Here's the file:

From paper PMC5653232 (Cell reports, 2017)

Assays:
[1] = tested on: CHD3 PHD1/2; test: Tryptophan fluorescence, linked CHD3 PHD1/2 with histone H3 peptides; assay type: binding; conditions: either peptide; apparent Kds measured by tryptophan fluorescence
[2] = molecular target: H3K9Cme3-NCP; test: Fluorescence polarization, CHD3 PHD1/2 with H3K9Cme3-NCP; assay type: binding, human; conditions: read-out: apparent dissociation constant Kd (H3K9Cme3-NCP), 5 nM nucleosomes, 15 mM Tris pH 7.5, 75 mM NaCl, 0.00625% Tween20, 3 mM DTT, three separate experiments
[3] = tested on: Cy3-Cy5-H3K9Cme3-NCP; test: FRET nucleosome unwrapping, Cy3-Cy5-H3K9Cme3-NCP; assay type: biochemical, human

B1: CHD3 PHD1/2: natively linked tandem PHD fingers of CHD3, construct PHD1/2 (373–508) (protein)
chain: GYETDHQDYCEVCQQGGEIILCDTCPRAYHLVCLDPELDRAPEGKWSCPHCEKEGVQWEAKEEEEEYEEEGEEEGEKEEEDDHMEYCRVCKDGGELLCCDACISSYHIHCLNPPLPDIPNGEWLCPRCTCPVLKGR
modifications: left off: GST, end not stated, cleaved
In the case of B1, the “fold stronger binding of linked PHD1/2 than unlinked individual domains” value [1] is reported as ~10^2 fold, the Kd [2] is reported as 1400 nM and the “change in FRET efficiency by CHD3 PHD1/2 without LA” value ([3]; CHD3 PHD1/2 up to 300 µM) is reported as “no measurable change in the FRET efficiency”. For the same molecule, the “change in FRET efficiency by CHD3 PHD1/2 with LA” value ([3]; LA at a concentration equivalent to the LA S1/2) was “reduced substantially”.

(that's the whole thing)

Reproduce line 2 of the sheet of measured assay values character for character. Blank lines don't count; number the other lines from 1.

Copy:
Assays: